NHLPA biding time until counter-offer is ready

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NHLPA biding time until counter-offer is ready

Its been two weeks since the NHL unloaded the first CBA proposal onto the NHLPA and the rest of an unsuspecting hockey world, and made the statement that the two sides are indeed very far apart on terms, revenue shares and nearly every major sticking point.
The NHLPA and Executive Director Donald Fehr have pored through the document, asked their questions and come to harmonious agreement on some of the minor points below the surface.
But make no mistake about it: the biggest point of contention will be the percentage split of hockey-related revenue and where the players will ultimately go from their current 57 percent haul of revenue.
Its expected the league wants to eventually land at a 5050 split with the players that will ultimately lower the salary cap ceiling from the expected 70 million limit for each team next season. There are hundreds of millions of dollars in the balance of which side wins the negotiating battle, and its that large pile of cash that will make the CBA talks painful before its over.
But through it all, the NHLPA has acted coolly and rationally where they might have once flown off the handle in a rage.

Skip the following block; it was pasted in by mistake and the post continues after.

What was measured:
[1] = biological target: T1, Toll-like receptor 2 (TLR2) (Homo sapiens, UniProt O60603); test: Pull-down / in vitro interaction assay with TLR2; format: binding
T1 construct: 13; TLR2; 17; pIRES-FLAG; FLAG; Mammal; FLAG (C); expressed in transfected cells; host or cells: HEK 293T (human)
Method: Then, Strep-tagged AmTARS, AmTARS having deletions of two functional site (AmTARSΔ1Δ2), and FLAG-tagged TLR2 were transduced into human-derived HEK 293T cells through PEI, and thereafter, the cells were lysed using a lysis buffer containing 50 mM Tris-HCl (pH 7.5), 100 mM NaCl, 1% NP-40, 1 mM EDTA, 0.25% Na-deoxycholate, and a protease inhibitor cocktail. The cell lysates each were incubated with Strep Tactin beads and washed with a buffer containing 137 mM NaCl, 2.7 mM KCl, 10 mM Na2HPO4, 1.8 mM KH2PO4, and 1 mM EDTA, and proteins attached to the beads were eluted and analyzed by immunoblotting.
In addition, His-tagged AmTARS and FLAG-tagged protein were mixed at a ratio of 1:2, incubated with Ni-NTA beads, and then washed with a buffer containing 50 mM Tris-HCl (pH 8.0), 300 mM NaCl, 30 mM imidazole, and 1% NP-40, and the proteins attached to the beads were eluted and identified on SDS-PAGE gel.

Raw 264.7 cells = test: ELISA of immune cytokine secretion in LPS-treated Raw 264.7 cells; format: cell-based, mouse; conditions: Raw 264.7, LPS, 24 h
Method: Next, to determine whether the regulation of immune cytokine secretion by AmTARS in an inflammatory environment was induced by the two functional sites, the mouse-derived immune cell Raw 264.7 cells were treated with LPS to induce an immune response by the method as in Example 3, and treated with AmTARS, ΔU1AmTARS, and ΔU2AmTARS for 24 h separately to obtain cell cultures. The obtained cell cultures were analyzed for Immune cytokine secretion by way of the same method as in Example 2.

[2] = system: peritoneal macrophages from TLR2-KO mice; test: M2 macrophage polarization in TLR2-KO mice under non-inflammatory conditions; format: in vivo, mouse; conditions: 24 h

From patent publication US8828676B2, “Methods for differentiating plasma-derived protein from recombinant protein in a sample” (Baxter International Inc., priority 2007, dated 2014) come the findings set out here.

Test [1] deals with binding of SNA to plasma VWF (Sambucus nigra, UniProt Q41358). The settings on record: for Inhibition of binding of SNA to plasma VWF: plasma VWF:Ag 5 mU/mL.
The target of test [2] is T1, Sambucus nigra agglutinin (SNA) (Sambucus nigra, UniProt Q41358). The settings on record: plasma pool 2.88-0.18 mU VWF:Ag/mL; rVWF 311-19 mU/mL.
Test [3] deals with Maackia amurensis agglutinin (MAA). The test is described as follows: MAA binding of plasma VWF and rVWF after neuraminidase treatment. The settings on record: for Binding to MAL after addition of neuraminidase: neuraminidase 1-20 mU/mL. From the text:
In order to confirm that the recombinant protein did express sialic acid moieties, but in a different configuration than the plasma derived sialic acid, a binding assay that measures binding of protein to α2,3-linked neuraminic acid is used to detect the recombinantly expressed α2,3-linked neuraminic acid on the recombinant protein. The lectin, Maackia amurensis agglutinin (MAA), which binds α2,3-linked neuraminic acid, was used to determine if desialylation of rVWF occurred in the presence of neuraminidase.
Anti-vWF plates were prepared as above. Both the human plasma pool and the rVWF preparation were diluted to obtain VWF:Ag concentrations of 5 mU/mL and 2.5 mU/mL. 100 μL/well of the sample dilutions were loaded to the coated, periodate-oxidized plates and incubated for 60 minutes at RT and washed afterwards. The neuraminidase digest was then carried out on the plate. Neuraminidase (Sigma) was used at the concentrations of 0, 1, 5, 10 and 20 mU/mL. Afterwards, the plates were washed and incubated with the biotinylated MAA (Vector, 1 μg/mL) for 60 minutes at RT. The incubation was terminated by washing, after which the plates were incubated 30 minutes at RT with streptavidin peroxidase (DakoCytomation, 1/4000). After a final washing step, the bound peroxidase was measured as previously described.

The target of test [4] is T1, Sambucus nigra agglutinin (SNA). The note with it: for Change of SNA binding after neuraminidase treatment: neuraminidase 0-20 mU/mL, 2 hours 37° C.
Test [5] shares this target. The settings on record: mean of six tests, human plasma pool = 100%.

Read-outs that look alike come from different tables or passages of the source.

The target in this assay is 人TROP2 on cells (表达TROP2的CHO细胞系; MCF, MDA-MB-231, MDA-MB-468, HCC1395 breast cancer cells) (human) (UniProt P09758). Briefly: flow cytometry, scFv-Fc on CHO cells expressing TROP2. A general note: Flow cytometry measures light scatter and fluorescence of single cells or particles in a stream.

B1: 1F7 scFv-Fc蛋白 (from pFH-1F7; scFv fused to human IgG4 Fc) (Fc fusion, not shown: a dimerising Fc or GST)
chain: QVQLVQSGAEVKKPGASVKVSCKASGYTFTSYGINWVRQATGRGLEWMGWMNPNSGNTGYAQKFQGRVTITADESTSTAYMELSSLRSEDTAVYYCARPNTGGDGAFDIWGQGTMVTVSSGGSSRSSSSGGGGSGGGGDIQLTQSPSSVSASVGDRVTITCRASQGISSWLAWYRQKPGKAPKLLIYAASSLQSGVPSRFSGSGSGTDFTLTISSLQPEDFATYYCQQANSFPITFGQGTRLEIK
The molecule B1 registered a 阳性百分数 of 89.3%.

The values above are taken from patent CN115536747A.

"They have asked for a reduction in the players' share," said Fehr to reporters. We indicated that here is some further information that we've requested.
Instead the NHLPA is sitting, waiting and taking measure of which way the wind is blowing before releasing its own counter-proposal. One would expect that counter-move is coming sooner rather than later, and that its going to include creative ideas about revenue sharing.
After all, Fehr is the same union head that oversaw the change to a soft salary cap in Major League Baseball that essentially boils down to a luxury tax with heavy revenue sharing controls. The New York Yankees spend like drunken sailors and poverty-stricken teams like the Kansas City Royals and Pittsburgh Pirates end up the beneficiaries of the extra funds.
Fehr and the NHLPA have designs on something similar in the NHL where teams like the New York Rangers and Toronto Maple Leafs have seemingly endless reserves of cash they could call upon when needed. That would make things more manageable for teams like the New Jersey Devils and Phoenix Coyotes that are facing economic difficulties. That system could help the struggling small market franchises that are driving the owners to a we are losing money argument despite a record 3.3 billion in revenues last season.
But it would also be a large departure for teams like New York, Toronto, Chicago and Boston that dont want to bankroll the rest of the league based on their own successful business models. Its not the business that any owners signed up for when they joined the NHL, but it might just be the best solution to get everybody what theyre seeking.
One thing that proposal will do: get the small market and big market NHL owners fighting among each other given the very different situations theyre each facing.
Its the kind of divide-and-conquer philosophy Gary Bettman has long used to break the backs of the players union during CBA negotiations, and now it would appear that Fehr is working that same side of the street.